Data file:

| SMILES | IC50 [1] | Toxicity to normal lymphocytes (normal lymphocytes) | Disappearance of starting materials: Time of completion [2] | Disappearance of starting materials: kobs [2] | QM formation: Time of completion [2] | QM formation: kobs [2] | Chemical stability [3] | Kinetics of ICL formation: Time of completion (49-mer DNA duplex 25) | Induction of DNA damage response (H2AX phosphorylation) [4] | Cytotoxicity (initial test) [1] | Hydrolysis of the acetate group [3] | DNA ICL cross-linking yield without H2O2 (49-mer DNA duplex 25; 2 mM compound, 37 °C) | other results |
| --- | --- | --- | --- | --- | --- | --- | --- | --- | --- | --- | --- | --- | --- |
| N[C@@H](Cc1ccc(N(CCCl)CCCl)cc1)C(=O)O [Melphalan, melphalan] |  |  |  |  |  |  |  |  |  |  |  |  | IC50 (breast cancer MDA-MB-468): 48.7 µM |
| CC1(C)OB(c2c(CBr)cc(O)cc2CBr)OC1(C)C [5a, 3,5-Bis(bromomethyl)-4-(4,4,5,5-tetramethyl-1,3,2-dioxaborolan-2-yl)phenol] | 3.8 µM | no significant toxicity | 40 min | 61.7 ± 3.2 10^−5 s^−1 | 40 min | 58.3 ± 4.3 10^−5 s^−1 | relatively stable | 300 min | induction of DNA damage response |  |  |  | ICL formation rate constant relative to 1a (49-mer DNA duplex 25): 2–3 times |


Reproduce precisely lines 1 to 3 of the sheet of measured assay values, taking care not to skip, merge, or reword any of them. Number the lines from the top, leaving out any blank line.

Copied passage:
| SMILES | IC50 [1] | Toxicity to normal lymphocytes (normal lymphocytes) | Disappearance of starting materials: Time of completion [2] | Disappearance of starting materials: kobs [2] | QM formation: Time of completion [2] | QM formation: kobs [2] | Chemical stability [3] | Kinetics of ICL formation: Time of completion (49-mer DNA duplex 25) | Induction of DNA damage response (H2AX phosphorylation) [4] | Cytotoxicity (initial test) [1] | Hydrolysis of the acetate group [3] | DNA ICL cross-linking yield without H2O2 (49-mer DNA duplex 25; 2 mM compound, 37 °C) | other results |
| --- | --- | --- | --- | --- | --- | --- | --- | --- | --- | --- | --- | --- | --- |
| N[C@@H](Cc1ccc(N(CCCl)CCCl)cc1)C(=O)O [Melphalan, melphalan] |  |  |  |  |  |  |  |  |  |  |  |  | IC50 (breast cancer MDA-MB-468): 48.7 µM |